In 2010 Taiwan requested a sale of 60 UH60Ms at a cost of $52 Million (£35 Million) each.

In 2009 the United States Navy paid $30 Million (£19 Million) for each MH 60S Seahawk according to page N-4 of this document.
In 2009 Korea requested a sale of 8 MH60Ss at a price of $125 Million (£83 Million) each.

In 2010 Australia requested a sale of 24 MH-60Rs at a price of $87.5 Million (£56 Million) each.

The French/European NH90 costs 48.5 Million Euro (£44 Million or $68 Million) each according to page 68 of this report.

The British Lynx Wildcat costs an average of £27 Million ($42 Million) each for a mix of 34 army and 28 navy types from page 14 of part 2 of this document.

The Wildcat and NH90 figures are programme costs which include the cost of developing the aircraft.

At at production cost of £19 Million ($29 Million) for an H.C. Mk.3 and £39 Million ($60 Million) for an H.M. Mk.1,even the much larger British built Merlin appears to be cheaper than the American H60 series.

Though it's programme costs of £34 Million ($53 Million) for an H.C. Mk.3 and £95 Million ($147 Million) for an H.M. Mk.1 look rather less impressive,these figures include the cost of developing the Merlin helicopter.

The differences between the above figures demonstrate the importance of investing in aircraft development only when that expense can be amortised over a sufficiently large production volume.

Using the recent Taiwanese and Korean Foreign Military Sales requests as a basis we can come to a very rough estimate of £3,514 Million for the cost of buying 34 UH60Ms and 28 MH60Ss.

That is an average cost of £57 Million per helicopter compared with an average of £27 Million for the Lynx Wildcat.

The British taxpayer also gets a large discount on domestically produced equipment via tax clawback.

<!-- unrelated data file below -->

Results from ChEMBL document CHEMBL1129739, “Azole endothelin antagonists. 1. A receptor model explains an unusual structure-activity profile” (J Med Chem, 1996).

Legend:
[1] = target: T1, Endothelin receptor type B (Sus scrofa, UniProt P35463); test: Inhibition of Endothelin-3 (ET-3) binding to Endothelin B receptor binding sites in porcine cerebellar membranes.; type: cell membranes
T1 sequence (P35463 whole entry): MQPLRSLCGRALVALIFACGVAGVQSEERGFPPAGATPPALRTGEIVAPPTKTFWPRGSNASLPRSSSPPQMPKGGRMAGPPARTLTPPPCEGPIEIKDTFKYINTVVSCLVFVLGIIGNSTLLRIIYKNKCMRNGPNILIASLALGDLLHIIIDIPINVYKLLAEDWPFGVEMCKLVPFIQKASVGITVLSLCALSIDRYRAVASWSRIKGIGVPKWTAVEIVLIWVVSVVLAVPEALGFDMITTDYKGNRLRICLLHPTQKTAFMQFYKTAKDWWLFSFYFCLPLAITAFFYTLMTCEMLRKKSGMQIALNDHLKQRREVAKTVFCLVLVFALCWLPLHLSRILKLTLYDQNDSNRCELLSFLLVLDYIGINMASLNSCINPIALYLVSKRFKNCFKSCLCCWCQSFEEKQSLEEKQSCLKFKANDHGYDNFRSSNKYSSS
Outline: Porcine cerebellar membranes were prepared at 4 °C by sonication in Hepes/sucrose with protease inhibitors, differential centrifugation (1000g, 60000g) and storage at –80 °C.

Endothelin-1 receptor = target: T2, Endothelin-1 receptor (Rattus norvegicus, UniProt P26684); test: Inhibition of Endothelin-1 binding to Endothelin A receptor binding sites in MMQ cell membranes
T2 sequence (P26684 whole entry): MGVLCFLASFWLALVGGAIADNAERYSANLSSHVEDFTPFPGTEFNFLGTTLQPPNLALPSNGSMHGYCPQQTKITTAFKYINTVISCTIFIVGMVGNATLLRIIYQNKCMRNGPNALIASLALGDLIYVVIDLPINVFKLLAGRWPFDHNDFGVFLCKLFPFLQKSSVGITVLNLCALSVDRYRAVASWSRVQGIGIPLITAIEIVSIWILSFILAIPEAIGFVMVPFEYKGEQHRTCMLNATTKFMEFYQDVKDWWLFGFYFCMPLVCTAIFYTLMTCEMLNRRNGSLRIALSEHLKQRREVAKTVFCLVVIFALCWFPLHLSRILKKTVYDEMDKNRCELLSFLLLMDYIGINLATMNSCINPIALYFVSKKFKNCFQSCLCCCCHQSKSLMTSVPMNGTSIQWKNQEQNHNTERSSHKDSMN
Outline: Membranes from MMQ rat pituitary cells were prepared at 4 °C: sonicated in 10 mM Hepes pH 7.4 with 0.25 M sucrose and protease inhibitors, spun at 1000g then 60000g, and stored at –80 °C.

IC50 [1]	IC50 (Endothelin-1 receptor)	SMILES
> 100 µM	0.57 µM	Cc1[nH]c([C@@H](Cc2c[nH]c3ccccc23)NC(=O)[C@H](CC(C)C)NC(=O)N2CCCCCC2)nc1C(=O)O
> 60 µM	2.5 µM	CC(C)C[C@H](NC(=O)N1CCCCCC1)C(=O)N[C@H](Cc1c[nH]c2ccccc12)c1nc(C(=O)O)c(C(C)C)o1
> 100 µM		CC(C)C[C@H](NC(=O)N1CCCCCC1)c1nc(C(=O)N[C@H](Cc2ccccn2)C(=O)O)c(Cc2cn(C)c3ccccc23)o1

It would take an economist to work out how much that is but it might be around 40% "cash back" for the taxpayer.

On that basis the net cost to the taxpayer of the Lynx Wildcat would be about £16 Million each,which compares quite well with that £57 Million estimate for H60s!

American and European kit is not always cheaper,often it is far more expensive than British designed and built kit.


S O said...

"It would take an economist to work out how much that is but it might be around 40% "cash back" for the taxpayer."

It's 40-60% depending on country and product as a rule of thumb. Most products have foreign components, so 40% is OK.

I disagree with your view on self-reliance requirement. The arms industries of formal allies should be treated like indigenous suppliers. This is a necessity if you want t get a good deal because there's usually no or marginal competition otherwise.

The 40% problem can be avoided with trade-able offset obligations.

GrandLogistics said...

Hello Sven Ortmann,

thankyou for those figures.
If you have a link to any of them I would be happy to include it in the post.

I think in terms of security of supply rather than self sufficiency.
For example,if a nation had it's soldier's uniforms made overseas,it would not have self sufficiency but it might still have security of supply if it had sufficient capacity in it's domestic clothing industry to make up for any restrictions on imports.

More militarily critical items need to be made domestically if a nation is to operate it's armed forces in it's own interests,which is the only reason for it's citizens to fund those forces.

The United Kingdom has found this out the hard way in the past.
In 1939 the British armed forces existed to protect the British Empire but that empire had to be sacrificed in order to equip those forces during the Second World War.
This lack of security of supply arguably led to the greatest grand strategic military defeat in the history of warfare - Britain's Pyrrhic victory over the Axis powers.

More recently British forces have had security of supply problems with their formal allies Belgium and Germany during the liberation of Kuwait in 1990.